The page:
Marc Braun’s departure from Cambridge Air Solutions carries import for U.S. manufacturing CEOs for three reasons, thanks to his reputation as an innovative leader.
Braun’s just-announced stepping down this month as president of the HVAC-systems maker in Chesterfield, Missouri, is a significant change in leadership at one of the true workplace-innovator companies in America. Chairman and CEO John Kramer has led in tandem with Braun to push the horizons of manufacturing culture, and it will be interesting to see how the company maintains that approach in the years to come.
Braun also is making way as president for Doug Eisenhart, who was Cambridge’s vice president of sales and marketing and manager of the engineering and customer-service teams. There were other qualified internal candidates as well, Braun told Chief Executive, a condition for succession that can be rare at privately held companies.
A third matter of interest is what Braun will do next. He will take on the volunteer role of chairman of the Association for Manufacturing Excellence on October 1; and on the paying side, Braun plans to speak, write and coach. “I have loved the role of CEO and don’t want to say never again,” he says. “But I believe that by coaching a select number of leaders, we can impact a large number of people.”
Broadly, Braun believes that manufacturing CEOs can improve their management in significant ways. One of them, he says, “is the decision that the growth of their people is the single largest area they need to invest in, for long-term growth.”
Who wouldn’t be thinking that these days, when the value of qualified human capital has never been more apparent in a labor-starved economy?
Well, Braun says, “The piece that’s often missing is the CEO’s courage to stay on that journey for long enough. They must recognize that courage is a big ingredient that they need as a leader.” Often, he adds, business leaders aren’t “taking enough personal risk in this area. They’re standing and waiting rather than acting and serving. They’re consuming rather than giving. They have to become part of the solution to actually build what they want to build.”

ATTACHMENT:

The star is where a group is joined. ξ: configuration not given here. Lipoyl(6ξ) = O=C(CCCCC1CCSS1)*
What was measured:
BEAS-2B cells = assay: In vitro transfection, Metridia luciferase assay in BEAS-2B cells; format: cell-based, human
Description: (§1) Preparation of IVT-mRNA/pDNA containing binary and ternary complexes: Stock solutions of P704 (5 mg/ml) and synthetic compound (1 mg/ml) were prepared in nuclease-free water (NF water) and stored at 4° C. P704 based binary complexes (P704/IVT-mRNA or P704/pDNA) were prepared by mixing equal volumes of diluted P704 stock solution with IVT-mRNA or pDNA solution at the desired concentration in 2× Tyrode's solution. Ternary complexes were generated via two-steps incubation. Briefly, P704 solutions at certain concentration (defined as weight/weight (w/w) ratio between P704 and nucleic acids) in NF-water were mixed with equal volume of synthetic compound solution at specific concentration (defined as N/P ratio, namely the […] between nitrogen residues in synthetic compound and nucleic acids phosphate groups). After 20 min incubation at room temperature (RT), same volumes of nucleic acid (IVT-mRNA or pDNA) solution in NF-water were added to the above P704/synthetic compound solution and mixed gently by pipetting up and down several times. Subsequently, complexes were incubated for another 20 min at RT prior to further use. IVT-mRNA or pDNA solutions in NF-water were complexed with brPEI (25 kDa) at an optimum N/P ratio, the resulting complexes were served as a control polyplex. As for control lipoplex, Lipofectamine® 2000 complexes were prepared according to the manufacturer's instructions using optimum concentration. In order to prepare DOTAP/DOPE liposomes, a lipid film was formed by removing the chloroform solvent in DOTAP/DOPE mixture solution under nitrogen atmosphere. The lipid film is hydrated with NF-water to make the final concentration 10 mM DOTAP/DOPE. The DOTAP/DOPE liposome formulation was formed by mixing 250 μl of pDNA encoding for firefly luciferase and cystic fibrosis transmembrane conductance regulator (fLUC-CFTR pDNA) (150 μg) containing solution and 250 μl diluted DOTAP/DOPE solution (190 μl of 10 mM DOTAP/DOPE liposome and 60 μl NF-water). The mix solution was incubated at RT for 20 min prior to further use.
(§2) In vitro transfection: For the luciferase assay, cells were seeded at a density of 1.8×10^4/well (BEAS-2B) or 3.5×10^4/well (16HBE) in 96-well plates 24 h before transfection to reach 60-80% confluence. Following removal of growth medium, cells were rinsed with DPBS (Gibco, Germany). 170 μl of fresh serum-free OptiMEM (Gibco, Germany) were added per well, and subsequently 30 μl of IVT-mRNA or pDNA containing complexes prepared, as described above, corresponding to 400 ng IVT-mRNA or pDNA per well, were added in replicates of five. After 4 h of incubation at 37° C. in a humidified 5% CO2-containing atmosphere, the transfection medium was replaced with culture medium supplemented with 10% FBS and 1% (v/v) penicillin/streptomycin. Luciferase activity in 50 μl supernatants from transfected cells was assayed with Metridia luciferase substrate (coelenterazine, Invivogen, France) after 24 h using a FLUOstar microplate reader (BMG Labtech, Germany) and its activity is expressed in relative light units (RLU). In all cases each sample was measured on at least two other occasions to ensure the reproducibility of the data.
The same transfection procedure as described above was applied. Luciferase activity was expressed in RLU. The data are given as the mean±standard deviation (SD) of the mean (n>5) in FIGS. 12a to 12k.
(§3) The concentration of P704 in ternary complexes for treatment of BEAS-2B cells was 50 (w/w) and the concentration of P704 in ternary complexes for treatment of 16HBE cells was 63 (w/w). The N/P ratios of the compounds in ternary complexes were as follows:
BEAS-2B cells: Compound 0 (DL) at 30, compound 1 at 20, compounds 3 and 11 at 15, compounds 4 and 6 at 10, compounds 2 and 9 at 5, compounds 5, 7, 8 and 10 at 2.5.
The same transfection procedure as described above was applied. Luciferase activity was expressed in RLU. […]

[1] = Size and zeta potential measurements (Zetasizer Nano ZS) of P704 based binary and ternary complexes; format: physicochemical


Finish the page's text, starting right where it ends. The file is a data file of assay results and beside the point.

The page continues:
One key to demonstrating such courage, Braun says, can be for a manufacturing CEO to open his facility to tours by outsiders. AME, in fact, stresses inter-company mentoring relationships as a key for improving the performance of individual leaders, relying in part on tours by members of other members’ factories. Expect Braun as head of AME to be a strong advocate for collaboration and transparency among manufacturing people who belong to the 36-year-old, non-profit organization that has grown to a membership of more than 4,000 company leaders from executives to senior and middle managers.
“The tag line of AME is ‘share, learn and grow,’” Braun said. “That means with other manufacturers and the greater community of business. But that sharing aspect is missing from almost every CEO I meet whose company isn’t growing at the rate they want.”
Surely Braun can understand why a manufacturing chief wouldn’t be expected to open his factory’s doors to droves of outsiders—as Braun and Kramer have done regularly for the last several years at Cambridge Air Solutions. The practices visitors see include an all-hands meeting each morning and the listing of “Grateful Appreciations” by workers for both professional and personal reasons, as well as the viewing of improvement videos taken by individual staffers across the plant who’ve figured out how to make something better.
“Many CEOs have the fear of the loss of control, and of proprietary information” in such exercises by what AME calls “consortia” of members, Braun says. “They believe the proprietary nature of what they do is more valuable than the reality is. So it stops them from sharing. In [AME’s] consortia, they have a safe collection of companies to start with, and they can begin to share and their people start to grow from the sharing. That comes back 10-fold in the growth of those people who are sharing, including senior leadership.”
Braun points to the example of Toyota Motor, the global automaker that for decades has openly invited competitors and non-competitors alike to tour its factories to see how the company has harnessed the Toyota Production System for maximum efficiency and effectiveness, including culture-building protocols such as granting wide authority to line workers to stop production individually if they see something amiss.
“This attitude is actually one of the greatest keys to Toyota’s continued growth,” Braun opines. “As they share, they learn, and as they learn they keep growing. Other CEOs can create tours for external and internal purposes and get comfortable with that level of vulnerability—and your people will grow.”